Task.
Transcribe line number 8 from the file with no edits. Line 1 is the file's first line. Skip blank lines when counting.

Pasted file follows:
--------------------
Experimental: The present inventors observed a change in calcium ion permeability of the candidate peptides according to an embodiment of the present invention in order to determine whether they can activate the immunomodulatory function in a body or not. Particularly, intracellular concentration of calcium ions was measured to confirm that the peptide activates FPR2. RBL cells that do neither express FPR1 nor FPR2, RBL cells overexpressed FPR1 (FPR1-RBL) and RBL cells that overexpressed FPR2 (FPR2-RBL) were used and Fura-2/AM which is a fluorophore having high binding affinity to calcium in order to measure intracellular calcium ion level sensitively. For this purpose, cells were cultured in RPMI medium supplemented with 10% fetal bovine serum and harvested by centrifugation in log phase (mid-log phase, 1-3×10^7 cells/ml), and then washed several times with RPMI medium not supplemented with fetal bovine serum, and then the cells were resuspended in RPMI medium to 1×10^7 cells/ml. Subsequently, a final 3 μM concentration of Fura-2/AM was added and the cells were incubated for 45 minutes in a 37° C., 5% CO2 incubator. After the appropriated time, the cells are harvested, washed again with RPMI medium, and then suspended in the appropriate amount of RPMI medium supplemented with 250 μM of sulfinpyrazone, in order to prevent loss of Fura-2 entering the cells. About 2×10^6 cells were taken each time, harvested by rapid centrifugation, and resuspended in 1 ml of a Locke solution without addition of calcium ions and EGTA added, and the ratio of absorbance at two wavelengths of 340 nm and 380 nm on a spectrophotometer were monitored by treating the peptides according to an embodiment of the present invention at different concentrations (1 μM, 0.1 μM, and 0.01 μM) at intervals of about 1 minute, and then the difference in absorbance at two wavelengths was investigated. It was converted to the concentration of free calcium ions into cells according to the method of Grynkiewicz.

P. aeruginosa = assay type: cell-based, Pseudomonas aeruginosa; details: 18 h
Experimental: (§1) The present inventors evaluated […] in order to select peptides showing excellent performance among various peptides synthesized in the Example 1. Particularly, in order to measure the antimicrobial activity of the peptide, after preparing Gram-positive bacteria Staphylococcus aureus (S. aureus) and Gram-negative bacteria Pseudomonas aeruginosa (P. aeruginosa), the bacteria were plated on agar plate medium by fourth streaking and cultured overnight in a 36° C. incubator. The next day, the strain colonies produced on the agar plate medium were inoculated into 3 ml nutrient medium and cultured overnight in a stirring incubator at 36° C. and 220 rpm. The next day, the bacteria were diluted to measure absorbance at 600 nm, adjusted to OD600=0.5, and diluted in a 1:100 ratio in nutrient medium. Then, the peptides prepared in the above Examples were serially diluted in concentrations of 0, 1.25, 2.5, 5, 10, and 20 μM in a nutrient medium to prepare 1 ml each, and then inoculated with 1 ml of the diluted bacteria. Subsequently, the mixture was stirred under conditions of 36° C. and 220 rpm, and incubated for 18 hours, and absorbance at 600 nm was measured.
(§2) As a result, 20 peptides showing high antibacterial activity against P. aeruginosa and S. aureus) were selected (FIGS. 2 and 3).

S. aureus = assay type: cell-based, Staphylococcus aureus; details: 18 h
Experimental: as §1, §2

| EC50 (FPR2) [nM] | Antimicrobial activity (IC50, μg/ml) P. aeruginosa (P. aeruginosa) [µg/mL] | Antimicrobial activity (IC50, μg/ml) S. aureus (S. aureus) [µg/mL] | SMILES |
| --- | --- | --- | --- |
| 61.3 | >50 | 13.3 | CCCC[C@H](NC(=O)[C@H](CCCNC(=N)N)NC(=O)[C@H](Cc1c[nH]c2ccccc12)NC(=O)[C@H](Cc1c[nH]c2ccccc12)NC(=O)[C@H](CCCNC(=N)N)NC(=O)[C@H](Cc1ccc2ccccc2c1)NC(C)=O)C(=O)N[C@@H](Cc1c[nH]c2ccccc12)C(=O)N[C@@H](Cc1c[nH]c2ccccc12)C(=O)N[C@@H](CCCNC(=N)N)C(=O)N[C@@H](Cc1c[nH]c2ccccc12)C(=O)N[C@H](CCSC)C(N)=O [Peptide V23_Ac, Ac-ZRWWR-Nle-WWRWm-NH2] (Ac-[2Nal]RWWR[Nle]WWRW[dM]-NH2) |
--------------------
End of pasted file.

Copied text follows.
| --- | --- | --- | --- |